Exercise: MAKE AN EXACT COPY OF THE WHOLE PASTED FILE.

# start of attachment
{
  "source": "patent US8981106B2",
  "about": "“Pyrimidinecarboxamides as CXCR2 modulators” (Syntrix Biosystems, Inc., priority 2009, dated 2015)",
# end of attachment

{
  "source": "patent US8981106B2",
  "about": "“Pyrimidinecarboxamides as CXCR2 modulators” (Syntrix Biosystems, Inc., priority 2009, dated 2015)",